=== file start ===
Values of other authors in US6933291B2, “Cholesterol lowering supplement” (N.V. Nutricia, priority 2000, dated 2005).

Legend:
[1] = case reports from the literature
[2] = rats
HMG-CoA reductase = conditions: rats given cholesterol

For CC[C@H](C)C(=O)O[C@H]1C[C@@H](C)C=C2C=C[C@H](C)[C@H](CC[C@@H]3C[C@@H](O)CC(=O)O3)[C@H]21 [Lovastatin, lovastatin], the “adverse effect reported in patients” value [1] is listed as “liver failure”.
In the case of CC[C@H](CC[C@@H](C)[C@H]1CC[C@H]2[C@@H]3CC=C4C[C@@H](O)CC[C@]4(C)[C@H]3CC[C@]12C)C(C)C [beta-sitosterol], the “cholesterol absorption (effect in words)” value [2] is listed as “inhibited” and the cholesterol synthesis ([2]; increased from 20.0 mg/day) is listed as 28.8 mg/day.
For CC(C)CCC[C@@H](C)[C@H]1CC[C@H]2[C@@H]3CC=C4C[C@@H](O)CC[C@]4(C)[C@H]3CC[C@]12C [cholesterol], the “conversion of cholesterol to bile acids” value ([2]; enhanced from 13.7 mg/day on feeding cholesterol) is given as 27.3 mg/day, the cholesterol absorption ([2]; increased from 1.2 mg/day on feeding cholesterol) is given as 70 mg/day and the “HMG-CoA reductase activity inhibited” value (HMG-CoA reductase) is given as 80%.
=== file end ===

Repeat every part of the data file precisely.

Values of other authors in US6933291B2, “Cholesterol lowering supplement” (N.V. Nutricia, priority 2000, dated 2005).

Legend:
[1] = case reports from the literature
[2] = rats
HMG-CoA reductase = conditions: rats given cholesterol

For CC[C@H](C)C(=O)O[C@H]1C[C@@H](C)C=C2C=C[C@H](C)[C@H](CC[C@@H]3C[C@@H](O)CC(=O)O3)[C@H]21 [Lovastatin, lovastatin], the “adverse effect reported in patients” value [1] is listed as “liver failure”.
In the case of CC[C@H](CC[C@@H](C)[C@H]1CC[C@H]2[C@@H]3CC=C4C[C@@H](O)CC[C@]4(C)[C@H]3CC[C@]12C)C(C)C [beta-sitosterol], the “cholesterol absorption (effect in words)” value [2] is listed as “inhibited” and the cholesterol synthesis ([2]; increased from 20.0 mg/day) is listed as 28.8 mg/day.
For CC(C)CCC[C@@H](C)[C@H]1CC[C@H]2[C@@H]3CC=C4C[C@@H](O)CC[C@]4(C)[C@H]3CC[C@]12C [cholesterol], the “conversion of cholesterol to bile acids” value ([2]; enhanced from 13.7 mg/day on feeding cholesterol) is given as 27.3 mg/day, the cholesterol absorption ([2]; increased from 1.2 mg/day on feeding cholesterol) is given as 70 mg/day and the “HMG-CoA reductase activity inhibited” value (HMG-CoA reductase) is given as 80%.